o After dilation, nuclear size and brunescence as indicators of cataract density can be determined prior to phacoemulsification surgery. The lens position and integrity of the zonular fibers also should be checked because lens subluxation may indicate previous eye trauma, metabolic disorders, or hypermature cataracts.
* The importance of direct and indirect ophthalmoscopy in evaluating the integrity of the posterior pole must be underscored. Optic nerve and retinal problems may account for the visual disturbance experienced by the patient. Furthermore, the prognosis after lens extraction is affected significantly by detection of pathologies in the posterior pole preoperatively (eg, macular edema, age-related macular degeneration).
Numerous studies have been conducted to identify risk factors for development of senile cataracts. Various culprits have been implicated, including environmental conditions, systemic diseases, diet, and age.
West and Valmadrid stated that age-related cataract is a multifactorial disease with different risk factors associated to the different cataract types.6 In addition, they stated that cortical and posterior subcapsular cataracts were related closely to environmental stresses, such as ultraviolet (UV) exposure, diabetes, and drug ingestion. However, nuclear cataracts seem to have a correlation with smoking. Alcohol has been associated with all cataract types.
A similar analysis was completed by Miglior et al.7 They found that cortical cataracts were associated with the presence of diabetes for more than 5 years and increased serum potassium and sodium levels. A history of surgery under general anesthesia and the use of sedative drugs were associated with reduced risks of senile cortical cataracts. Posterior subcapsular cataracts were associated with steroid use and diabetes, while nuclear cataracts had significant correlations with calcitonin and milk intake. Mixed cataracts were linked with a history of surgery under general anesthesia.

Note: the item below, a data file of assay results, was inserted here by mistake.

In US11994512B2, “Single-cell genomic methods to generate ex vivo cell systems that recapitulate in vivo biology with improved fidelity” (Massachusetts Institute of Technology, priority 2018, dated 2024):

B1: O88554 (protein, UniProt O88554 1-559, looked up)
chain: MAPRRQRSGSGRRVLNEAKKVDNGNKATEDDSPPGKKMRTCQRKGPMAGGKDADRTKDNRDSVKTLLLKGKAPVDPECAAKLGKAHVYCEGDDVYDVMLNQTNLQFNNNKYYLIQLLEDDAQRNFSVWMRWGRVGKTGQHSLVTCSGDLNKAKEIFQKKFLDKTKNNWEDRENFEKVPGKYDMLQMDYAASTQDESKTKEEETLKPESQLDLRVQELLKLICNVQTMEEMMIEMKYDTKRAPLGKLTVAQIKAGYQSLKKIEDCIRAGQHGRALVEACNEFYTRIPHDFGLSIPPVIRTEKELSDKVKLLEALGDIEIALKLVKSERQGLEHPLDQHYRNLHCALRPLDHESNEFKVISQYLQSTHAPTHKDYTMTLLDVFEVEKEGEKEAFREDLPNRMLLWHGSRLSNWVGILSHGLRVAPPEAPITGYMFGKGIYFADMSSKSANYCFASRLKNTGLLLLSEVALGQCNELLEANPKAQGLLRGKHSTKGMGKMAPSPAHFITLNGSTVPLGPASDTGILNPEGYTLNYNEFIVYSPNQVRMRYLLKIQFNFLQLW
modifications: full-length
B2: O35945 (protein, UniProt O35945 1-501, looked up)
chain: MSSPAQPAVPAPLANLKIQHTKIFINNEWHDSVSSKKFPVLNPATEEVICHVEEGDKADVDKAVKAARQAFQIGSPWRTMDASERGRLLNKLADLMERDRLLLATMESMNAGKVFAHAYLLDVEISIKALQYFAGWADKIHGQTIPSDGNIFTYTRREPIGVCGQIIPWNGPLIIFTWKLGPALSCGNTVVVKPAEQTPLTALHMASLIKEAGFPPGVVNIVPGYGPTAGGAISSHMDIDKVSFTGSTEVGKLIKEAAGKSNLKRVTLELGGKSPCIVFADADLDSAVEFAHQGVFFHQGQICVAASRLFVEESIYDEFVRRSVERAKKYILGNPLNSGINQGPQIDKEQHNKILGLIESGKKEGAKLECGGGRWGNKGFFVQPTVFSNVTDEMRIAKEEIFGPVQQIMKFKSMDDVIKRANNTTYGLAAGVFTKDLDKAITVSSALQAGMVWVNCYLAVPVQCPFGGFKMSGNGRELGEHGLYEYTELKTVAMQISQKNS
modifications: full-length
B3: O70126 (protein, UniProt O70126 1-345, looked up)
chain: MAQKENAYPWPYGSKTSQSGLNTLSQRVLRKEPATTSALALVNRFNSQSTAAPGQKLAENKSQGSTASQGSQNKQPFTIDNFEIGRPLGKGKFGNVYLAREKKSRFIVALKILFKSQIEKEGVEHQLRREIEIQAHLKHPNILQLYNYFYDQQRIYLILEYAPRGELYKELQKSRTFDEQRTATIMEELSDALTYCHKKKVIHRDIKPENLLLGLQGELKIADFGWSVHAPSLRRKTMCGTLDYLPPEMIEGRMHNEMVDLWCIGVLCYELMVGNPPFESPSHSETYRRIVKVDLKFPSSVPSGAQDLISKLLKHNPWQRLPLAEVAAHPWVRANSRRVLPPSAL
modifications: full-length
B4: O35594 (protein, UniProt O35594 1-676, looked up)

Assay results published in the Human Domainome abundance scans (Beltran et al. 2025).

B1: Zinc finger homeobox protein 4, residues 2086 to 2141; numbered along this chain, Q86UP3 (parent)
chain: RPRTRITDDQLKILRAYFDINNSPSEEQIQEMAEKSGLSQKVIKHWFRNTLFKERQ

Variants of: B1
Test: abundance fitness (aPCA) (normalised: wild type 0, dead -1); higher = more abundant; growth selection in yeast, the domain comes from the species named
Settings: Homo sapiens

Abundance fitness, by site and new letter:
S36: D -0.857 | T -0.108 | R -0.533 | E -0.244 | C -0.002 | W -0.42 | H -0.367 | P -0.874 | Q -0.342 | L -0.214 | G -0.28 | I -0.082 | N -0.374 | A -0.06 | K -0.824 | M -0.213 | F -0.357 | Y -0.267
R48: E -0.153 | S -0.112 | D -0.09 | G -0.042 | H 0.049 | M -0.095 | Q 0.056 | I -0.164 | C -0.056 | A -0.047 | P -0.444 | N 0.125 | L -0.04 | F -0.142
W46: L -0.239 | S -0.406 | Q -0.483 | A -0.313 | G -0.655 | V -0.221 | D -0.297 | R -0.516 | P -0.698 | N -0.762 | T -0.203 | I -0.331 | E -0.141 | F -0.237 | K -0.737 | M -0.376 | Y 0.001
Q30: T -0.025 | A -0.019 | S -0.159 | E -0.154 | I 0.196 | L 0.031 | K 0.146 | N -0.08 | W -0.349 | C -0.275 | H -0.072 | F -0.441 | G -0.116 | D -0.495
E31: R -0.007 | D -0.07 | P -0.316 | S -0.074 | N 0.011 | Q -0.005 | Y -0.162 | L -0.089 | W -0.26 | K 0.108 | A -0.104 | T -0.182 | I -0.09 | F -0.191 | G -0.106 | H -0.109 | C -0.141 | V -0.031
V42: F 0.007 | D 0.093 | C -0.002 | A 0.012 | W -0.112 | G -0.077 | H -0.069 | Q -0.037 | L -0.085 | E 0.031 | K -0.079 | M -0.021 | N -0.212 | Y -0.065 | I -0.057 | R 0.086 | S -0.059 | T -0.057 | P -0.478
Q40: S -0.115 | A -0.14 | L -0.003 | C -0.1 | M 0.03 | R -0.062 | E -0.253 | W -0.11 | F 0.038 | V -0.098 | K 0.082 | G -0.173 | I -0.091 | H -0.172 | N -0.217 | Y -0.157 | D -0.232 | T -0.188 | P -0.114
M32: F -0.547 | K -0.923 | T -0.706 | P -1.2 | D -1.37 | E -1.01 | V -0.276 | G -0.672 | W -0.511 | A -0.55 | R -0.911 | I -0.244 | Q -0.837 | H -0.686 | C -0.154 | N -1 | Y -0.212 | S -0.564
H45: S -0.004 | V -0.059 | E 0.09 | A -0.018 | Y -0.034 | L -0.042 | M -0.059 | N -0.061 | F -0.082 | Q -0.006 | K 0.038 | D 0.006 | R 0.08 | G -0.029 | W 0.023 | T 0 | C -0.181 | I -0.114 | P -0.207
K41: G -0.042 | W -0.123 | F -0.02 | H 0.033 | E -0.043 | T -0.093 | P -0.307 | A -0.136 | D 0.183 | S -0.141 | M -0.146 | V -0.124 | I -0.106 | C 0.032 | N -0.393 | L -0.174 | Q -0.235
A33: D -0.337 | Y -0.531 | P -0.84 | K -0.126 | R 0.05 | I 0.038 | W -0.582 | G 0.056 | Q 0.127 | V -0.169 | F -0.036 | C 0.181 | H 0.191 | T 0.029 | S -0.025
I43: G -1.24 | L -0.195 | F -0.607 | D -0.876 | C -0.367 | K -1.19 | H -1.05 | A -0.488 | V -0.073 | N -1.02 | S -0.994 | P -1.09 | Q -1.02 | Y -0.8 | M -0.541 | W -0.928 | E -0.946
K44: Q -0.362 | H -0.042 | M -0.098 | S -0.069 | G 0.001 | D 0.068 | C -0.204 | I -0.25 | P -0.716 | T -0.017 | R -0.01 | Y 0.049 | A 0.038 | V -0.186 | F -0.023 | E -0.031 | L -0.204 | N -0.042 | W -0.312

* Systemic diseases and senile cataract
o Senile cataracts have been associated with a lot of systemic illnesses, to include the following: cholelithiasis, allergy, pneumonia, coronary disease and heart insufficiency, hypotension, hypertension, mental retardation, and diabetes.
o Systemic hypertension was found to significantly increase the risk for posterior subcapsular cataracts. In a related study by Jahn et al, hypertriglyceridemia, hyperglycemia, and obesity was found to favor the formation of posterior subcapsular cataracts at an early age.8
o A possible pathway for the role of hypertension and glaucoma in senile cataract formation was proposed with induced changes in the protein conformational structures in the lens capsules, subsequently causing alterations in membrane transport and permeability of ions, and, finally, increasing intraocular pressure resulting in the exacerbation of cataract formation.
* UV light and senile cataract
o The association of UV light and development of senile cataract has generated much interest. One hypothesis implies that senile cataracts, particularly cortical opacities, may be the result of thermal damage to the lens.
o An animal model by Al-Ghadyan and Cotlier documented an increase in the temperature of the posterior chamber and lens of rabbits after exposure to sunlight due to an ambient temperature effect through the cornea and to increased body temperature.9
o In related studies, people living in areas with greater UV exposure were more likely to develop senile cataracts and to develop them earlier than people residing in places with less UV exposure.
* Other risk factors
o Significant associations with senile cataract were noted with increasing age, female sex, social class, and myopia. Consistent evidence from the study of West and Valmadrid suggested that the prevalence of all cataract types was lower among those with higher education.6 Workers exposed to infrared radiation also were found to have a higher incidence of senile cataract development.
o Although myopia has been implicated as a risk factor, it was shown that persons with myopia who had worn eyeglasses for at least 20 years underwent cataract extraction at a significantly older age than emmetropes, implying a protective effect of the eyeglasses to solar UV radiation.
o The role of nutritional deficiencies in senile cataract has not been proven or established. However, a high intake of the 18-carbon polyunsaturated fatty acids linoleic acid and linolenic acid reportedly may result in an increased risk of developing age-related nuclear opacity.
Abu Zubair meriwayatkan dari Jabir bin Abdullah bahwa Nabi Muhammad SAW bersabda:
"Setiap penyakit ada obatnya. Jika obat yang tepat diberikan dengan izin Allah, penyakit itu akan sembuh".
(HR. Muslim, Ahmad dan Hakim).
Kamis, 21 Januari 2010
Diposting oleh FX di 07.37